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BreeseHollowBreese Hollow Dairy

May, 2012 - Conserved 164 acres in Hoosick

Chuck and Diane Phippen originally came from a suburban community in the Hartford, Connecticut area. They shared an interest in agriculture and Chuck found a job with a local farmer milking once a week. He often brought his children along and remembers it as a "big adventure" that got them started on the road to becoming dairy farmers. They bought a farm in Central New York, but their goal was to raise grass fed cows and conditions there weren't quite right.

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SlocumSlocum Farm

May, 2012 - Conserved 322 acres in Easton

Sitting in the kitchen of Ed Slocum's family farmhouse on Route 40 in Easton, I asked Ed when his family moved there. He said, "Oh, I think it was about 1950 that we came here." I asked where they'd come from and he replied drily, pointing behind him, "Over on the mountain road." Remembering the farm his family used to own, Ed said, "They built a mansion up there. I decided I didn't need such stuff here."He's an Easton farmer through and through and so were his father and grandfather before him. Ed's family has been farming here as long as he can remember, and long before there was electricity.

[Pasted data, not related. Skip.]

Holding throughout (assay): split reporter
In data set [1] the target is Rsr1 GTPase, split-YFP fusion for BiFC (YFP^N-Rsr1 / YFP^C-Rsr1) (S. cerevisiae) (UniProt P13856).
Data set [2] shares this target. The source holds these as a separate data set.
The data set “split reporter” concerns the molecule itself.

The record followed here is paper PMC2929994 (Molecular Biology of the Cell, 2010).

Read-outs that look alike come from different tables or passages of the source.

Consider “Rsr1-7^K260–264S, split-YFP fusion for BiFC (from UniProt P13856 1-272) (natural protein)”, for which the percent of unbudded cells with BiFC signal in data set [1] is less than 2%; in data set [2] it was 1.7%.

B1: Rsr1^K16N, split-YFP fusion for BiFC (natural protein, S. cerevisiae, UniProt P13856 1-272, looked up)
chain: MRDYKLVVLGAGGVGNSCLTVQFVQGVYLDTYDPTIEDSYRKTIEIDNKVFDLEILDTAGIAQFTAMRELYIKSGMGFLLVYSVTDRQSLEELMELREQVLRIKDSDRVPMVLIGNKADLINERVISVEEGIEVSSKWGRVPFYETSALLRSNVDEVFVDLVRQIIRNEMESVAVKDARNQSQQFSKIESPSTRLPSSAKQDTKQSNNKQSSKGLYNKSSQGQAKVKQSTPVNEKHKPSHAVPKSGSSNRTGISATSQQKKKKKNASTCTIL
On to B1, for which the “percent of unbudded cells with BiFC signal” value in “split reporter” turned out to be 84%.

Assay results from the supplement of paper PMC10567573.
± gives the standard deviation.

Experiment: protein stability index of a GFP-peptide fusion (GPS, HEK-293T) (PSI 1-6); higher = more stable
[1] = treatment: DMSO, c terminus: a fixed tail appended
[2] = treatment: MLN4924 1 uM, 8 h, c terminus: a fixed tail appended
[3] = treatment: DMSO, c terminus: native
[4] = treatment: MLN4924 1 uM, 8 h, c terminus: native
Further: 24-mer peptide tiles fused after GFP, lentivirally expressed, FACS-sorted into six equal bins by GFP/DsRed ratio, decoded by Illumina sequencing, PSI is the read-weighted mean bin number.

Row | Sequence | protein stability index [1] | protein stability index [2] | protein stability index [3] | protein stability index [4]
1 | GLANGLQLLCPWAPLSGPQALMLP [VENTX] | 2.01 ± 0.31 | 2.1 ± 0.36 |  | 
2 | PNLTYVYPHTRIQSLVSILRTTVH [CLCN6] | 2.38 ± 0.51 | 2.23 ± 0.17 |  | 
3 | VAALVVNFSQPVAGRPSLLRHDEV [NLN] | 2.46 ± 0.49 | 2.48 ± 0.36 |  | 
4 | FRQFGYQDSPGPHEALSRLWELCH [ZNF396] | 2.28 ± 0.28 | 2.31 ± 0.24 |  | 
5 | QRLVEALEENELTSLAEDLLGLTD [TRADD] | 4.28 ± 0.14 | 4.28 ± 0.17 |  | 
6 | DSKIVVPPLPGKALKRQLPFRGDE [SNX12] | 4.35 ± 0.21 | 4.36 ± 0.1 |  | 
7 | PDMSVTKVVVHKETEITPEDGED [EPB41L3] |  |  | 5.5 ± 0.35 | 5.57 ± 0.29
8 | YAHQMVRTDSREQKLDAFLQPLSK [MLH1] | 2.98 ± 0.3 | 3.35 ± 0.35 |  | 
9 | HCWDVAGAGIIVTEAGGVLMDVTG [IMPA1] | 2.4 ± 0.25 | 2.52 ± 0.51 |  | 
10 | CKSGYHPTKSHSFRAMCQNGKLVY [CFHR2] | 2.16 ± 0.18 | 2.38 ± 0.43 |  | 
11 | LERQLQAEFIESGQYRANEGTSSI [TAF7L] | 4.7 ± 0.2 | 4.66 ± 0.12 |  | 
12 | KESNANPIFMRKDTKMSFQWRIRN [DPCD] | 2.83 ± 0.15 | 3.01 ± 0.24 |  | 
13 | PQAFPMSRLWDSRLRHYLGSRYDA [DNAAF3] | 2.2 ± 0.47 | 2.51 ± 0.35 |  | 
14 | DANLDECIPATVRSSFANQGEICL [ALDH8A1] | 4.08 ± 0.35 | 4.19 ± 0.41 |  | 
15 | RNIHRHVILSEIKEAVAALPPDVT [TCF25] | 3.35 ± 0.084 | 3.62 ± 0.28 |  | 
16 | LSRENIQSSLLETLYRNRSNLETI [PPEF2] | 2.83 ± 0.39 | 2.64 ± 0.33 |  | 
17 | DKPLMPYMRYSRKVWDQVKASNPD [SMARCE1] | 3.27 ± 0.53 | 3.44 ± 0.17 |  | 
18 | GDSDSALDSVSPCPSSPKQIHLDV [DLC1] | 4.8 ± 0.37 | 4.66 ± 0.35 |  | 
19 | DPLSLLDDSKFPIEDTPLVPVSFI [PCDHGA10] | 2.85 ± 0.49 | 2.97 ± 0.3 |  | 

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Clark Family FarmClark Family

December 2011 - Conserved 240 acres in Jackson and Petersburgh

Guy “Skip” Clark appreciates the value of good cropland. He’s a third generation dairy farmer and says that when his grandfather bought the family farm on Ashgrove Road in Cambridge in 1919 there were 29 small dairy farms in operation there. A neighbor picked up cans of milk from each family to bring to town daily. They started with 14 cows and farmed through the depression, although Skip says they almost couldn’t hold onto the land.